There are lots of debates and forums on the ideal temperature in a server room. Searching on line produces many results, most agreeing, but some are conflicting.

To promote reliable operation and long life on components, then it is vital to ensure a narrow temperature range. Too hot, components start to fail: too cold and they operate slowly, or just freeze up. The cost of a failure can be considerable, the hours lost because of slow operation and the frustration of users cannot be calculated.

What is the ideal temperature? When you consider that computers are a vital part of equipment in offices that are designed to be used by humans, then it would be logical to assume that the ideal temperatures are those that would be ideal for humans. This is in the range from 10°C to 28°C, with between 35% and 50% relative humidity. Ideally the range should be perfect working temperature and humidity which is 21°C o 23°C at 45% relative humidity.

Temperature is important, but air flow is critical. It would be silly to have the world’s best air conditioner in your server room and then place the server into a sealed cabinet! The air flow around the server and through the fan must occur to prevent “Hot Spots” occurring as Computers and Servers give off heat as they operate.

Server Room: These are specifically built to house the servers; to protect them from fire; to limit access for security. Air conditioning is essential for these rooms, as is a good air flow. As most servers run 24 hours a day, the air conditioner must be appropriate to be able to run 24 hours a day. The sensors regulating the temperature and humidity must be place in the right locations within the room to ensure uniform temperatures are maintained.

How to ensure the best locations of the air conditioning temperature sensors is to use temperature data loggers in the room when the shelving and servers are in place but not operational. Place the temperature loggers, such as Thermochron TC (this instrument measures temperature only), around the room, on shelving, behind servers, on servers and on the wall and run the air conditioning for 48 hours. Collect the data using eTemperature and then analyse the results. Place the sensors in appropriate areas and then run the air conditioner again to double check the calculations. Once satisfied that the sensors are in the right locations, start the servers, and again use the temperature loggers, around the room, check that you have chosen the right locations.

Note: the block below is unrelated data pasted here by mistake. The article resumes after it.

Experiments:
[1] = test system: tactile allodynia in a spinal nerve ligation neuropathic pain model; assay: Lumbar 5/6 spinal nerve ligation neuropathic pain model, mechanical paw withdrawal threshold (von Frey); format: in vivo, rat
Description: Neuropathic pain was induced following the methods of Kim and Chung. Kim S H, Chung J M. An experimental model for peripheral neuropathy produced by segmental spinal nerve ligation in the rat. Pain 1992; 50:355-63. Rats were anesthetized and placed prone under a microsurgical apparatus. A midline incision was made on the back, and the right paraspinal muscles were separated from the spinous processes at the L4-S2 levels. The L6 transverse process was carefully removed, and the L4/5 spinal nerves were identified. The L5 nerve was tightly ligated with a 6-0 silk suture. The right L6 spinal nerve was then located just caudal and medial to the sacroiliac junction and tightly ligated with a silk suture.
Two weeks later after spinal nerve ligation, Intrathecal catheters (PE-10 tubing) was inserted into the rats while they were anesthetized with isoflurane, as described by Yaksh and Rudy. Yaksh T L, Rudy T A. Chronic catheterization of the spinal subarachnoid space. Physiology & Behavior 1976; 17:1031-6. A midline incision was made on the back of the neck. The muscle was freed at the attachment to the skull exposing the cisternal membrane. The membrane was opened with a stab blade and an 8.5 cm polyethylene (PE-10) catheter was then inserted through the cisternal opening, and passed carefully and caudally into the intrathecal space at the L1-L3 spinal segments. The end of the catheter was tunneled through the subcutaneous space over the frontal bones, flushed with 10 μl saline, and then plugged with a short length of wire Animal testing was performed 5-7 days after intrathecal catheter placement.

An existing Server Room can also be temperature mapped in this way by using the Thermochron TC. Once the temperatures are mapped, then you can be satisfied that the air conditioner is working well, or you will need to either move, or incorporate more sensors

Once it is all set up, then ensure that the air conditioner runs, that you regularly check to see if it is either accidentally turned off, or the door is left open.

Temperature loggers should be used to log the temperatures and to see if there are times when you could save power by turning the air conditioner to night modes. This would be done when the servers are less used, such as weekends.

Monitor of Temperature and Humidity

Ongoing monitoring of the temperatures around the servers and in the room, must continue, to ensure that you are achieving the best performance form your servers. There are systems available. We invite you to take a look at our range of data loggers.